- If you have indoor cats, you undoubtedly have a litter box. I have 3 cats in my 1,360 square foot house. Although I love cats, I hate cat stink and having a small house means the offensive odor of cat urine would be more readily detected than in a larger home. The box is scooped twice daily, of course, and cleaned once a week. Before adding new litter, I fill the bottom with baking soda, then add clean litter and mix well. This really helps with potential odors. Most people coming into my home don’t even realize I have cats until they see them!
- To help massage gums, loosen plaque and clean your teeth, brush with baking soda, then follow with toothpaste to freshen your breath.
- This tip also comes from my mother and I’ve always used it, as it is an ingredient in her recipe for Southern Beans N Ham, although I never knew why (or questioned it) until today. When making a pot of beans and ham, add a teaspoon of baking soda to the water once the beans come to a boil. The baking soda neutralizes the gaseous properties of the beans. (And may stop your kids from reciting the popular poem “beans, beans, the more you eat….” You get the idea!!)
- To eliminate odor from pet stains on carpet, blot the area and pour water on it, then apply equal parts cool water and vinegar. Blot, rinse and let dry.
- To eliminate the hard water rings around faucet and handle bases, soak a cloth in vinegar and wrap it around the base. Let is sit for a few hours and wipe clean.
- To clean your coffee pot and free the filter tubes of residue, pour vinegar into the reservoir and brew. Pour out the brewed vinegar and repeat a few times with clean water.
- Rub vinegar into your hands to remove fruit stains, such as blueberry, blackberry and cherry. This also works to remove onion odor.
- Use full strength vinegar and a soft cloth to polish your chrome.
- Last week, I recommended using vinegar to clean windows, mirrors and windshields. This absolutely works and also helps prevent condensation from settling on the surface, especially in the bathroom and car, where humidity creates a smoked glass effect. To avoid towel fuzz, whether from paper or cloth, spray the surface with vinegar and wipe clean with a wadded up newspaper.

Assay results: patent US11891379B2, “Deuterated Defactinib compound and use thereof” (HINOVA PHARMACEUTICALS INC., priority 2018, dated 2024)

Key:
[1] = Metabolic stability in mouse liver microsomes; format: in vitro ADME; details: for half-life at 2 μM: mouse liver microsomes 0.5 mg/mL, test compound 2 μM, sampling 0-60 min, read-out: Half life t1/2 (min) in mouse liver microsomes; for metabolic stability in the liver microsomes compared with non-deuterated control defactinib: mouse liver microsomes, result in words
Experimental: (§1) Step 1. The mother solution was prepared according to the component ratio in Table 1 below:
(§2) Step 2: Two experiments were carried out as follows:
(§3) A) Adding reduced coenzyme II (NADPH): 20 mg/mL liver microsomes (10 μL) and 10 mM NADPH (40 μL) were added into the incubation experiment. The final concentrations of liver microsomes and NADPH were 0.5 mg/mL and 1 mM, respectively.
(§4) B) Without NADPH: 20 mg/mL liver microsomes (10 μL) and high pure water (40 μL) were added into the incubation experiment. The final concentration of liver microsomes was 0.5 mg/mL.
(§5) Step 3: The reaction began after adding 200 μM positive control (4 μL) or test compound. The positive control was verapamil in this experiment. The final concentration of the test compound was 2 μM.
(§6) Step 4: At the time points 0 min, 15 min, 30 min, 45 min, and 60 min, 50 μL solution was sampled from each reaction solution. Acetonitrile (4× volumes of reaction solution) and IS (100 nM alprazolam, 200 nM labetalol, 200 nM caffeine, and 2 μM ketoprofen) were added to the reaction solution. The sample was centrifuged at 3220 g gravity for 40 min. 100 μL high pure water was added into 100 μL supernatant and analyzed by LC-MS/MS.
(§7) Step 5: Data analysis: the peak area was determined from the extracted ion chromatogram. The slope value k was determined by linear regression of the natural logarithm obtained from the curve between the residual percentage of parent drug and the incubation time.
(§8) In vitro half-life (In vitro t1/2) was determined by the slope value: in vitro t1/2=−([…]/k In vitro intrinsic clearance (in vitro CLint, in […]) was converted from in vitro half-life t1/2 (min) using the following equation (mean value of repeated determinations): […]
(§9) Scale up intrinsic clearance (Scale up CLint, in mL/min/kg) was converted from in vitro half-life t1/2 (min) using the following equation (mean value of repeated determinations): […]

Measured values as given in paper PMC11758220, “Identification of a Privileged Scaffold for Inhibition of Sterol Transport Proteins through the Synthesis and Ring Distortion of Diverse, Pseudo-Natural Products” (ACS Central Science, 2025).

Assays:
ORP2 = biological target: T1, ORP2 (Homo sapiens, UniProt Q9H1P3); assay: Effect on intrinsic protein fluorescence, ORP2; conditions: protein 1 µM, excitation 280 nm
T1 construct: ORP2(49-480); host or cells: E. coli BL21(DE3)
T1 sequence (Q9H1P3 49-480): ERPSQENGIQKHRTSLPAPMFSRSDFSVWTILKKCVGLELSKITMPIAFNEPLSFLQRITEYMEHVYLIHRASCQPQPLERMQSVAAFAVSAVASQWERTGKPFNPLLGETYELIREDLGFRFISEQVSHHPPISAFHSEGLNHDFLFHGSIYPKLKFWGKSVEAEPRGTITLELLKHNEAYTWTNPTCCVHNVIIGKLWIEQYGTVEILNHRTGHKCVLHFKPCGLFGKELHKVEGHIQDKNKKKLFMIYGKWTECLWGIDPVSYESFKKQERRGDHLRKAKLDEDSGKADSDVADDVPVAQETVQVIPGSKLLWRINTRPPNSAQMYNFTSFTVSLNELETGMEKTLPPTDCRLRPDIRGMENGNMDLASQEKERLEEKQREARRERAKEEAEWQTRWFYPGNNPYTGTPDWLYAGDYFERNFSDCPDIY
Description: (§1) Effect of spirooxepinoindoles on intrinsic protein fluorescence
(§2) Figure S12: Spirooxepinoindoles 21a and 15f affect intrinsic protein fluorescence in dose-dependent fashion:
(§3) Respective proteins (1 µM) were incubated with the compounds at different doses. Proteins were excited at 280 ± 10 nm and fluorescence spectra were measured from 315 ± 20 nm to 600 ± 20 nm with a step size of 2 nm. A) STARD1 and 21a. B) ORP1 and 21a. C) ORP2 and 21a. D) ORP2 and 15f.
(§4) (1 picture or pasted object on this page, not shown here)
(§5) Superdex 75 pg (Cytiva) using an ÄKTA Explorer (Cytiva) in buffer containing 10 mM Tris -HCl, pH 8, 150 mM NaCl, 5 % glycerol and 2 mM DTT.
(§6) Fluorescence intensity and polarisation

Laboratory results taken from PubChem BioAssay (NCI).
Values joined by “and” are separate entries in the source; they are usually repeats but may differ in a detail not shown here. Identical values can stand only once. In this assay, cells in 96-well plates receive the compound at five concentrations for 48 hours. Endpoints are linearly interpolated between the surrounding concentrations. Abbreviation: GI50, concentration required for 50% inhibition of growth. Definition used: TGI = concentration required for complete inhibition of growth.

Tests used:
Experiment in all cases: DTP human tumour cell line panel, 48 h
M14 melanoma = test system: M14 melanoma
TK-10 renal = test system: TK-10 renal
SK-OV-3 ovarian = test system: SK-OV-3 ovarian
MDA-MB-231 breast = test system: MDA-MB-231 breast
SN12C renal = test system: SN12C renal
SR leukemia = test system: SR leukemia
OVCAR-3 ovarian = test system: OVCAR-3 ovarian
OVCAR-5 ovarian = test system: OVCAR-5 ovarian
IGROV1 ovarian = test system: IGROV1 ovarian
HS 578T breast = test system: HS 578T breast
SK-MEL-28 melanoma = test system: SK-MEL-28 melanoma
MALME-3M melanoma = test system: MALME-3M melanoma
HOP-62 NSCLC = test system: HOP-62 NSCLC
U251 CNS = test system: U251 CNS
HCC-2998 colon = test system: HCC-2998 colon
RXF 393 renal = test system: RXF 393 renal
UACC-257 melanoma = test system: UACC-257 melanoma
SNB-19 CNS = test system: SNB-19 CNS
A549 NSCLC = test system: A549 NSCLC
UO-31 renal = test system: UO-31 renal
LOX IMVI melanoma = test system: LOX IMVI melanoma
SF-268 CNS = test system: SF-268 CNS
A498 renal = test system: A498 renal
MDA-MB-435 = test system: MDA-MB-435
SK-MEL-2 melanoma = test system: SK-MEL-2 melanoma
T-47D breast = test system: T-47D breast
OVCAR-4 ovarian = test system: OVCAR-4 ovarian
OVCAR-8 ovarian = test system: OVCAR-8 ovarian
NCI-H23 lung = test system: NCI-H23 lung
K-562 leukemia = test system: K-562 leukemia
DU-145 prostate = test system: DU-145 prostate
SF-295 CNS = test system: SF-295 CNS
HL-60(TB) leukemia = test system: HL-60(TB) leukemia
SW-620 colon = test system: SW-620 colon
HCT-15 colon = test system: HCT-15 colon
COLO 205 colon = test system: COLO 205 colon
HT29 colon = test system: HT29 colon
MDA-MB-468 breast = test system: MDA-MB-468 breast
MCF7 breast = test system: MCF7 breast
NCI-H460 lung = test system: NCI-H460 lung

Well, I’ve rambled on enough for this week, so I’ll bid you adieu. I’ll be back next week with more in the recipes and remedies series. Until then, add vinegar and baking soda to your grocery list!
Questions & Answers
The walls of my home only have primer on them. My son put pink nail polish on my carpet and walls, and I have no clue how to get it out. Can you help?
I would make a loose paste of baking soda and water for both applications. Rub with a coarse, but soft cloth like a washcloth. Do small bits at a time and work in a circular motion, moving down the polish until it comes off.
You can also try using a fine grade sandpaper, the kind that works on removing the mud from drywall when prepping for paint.
If that doesn't work, try non-acetone nail polish. Hopefully, the polish isn't made with gel, as are many today. I wouldn't put that stuff on my nails if you gave it to me!
As far as the carpet goes, I would do what I've done in the past when I've spilled hot candle wax: pour some boiling water on the stain, then take a razor blade and scoop the melted substance up. Follow with dipping a cloth in a baking soda paste or diluted white vinegar. One thing you need to watch about using baking soda is it's a natural whitener, so if your carpet is dark, you might want to go with diluted white vinegar.
If and when you do paint, apply a paint made for bathrooms and kitchens that can easily be wiped clean and resists stains.
Also, keep your nail polish out of reach of your children. Keep your bedroom door shut and let them know that's YOUR private space!
© 2012 Shauna L Bowling